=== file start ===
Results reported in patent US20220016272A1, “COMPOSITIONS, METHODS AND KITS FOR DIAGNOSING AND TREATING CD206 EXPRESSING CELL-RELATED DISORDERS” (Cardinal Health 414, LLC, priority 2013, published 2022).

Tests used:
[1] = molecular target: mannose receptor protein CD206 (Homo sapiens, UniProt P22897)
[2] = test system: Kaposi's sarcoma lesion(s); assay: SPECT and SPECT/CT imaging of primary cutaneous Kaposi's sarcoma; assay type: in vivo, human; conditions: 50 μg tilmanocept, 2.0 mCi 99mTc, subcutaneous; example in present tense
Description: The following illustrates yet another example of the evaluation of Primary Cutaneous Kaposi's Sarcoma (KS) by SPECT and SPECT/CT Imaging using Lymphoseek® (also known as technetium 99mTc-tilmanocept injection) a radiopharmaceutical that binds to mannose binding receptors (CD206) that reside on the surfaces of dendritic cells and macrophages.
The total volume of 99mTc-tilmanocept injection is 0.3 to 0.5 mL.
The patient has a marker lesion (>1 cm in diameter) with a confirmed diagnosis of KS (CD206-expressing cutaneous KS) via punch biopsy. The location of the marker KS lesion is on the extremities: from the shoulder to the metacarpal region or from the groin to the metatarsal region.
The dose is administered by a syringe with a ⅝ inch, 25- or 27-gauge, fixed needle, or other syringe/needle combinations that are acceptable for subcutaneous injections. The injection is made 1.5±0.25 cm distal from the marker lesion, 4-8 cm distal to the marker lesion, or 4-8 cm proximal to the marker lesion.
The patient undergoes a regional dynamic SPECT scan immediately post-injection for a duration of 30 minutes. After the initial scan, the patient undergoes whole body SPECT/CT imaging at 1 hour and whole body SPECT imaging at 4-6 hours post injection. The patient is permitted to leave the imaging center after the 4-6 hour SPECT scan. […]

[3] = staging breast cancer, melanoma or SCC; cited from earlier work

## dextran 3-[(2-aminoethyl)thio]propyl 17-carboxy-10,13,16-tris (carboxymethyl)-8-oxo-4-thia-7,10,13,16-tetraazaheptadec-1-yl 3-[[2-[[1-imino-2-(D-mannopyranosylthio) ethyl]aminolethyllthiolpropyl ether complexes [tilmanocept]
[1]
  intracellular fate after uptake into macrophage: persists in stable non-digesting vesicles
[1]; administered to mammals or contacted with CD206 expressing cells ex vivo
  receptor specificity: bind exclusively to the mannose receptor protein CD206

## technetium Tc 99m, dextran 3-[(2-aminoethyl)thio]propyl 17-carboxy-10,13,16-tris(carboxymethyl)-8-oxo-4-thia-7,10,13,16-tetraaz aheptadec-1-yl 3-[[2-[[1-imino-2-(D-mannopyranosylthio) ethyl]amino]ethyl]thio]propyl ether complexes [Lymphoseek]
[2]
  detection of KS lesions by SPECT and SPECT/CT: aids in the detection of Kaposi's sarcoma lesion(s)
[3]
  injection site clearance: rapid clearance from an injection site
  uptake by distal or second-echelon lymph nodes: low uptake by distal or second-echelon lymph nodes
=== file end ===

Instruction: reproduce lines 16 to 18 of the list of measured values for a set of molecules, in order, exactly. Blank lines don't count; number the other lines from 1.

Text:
## technetium Tc 99m, dextran 3-[(2-aminoethyl)thio]propyl 17-carboxy-10,13,16-tris(carboxymethyl)-8-oxo-4-thia-7,10,13,16-tetraaz aheptadec-1-yl 3-[[2-[[1-imino-2-(D-mannopyranosylthio) ethyl]amino]ethyl]thio]propyl ether complexes [Lymphoseek]
[2]
  detection of KS lesions by SPECT and SPECT/CT: aids in the detection of Kaposi's sarcoma lesion(s)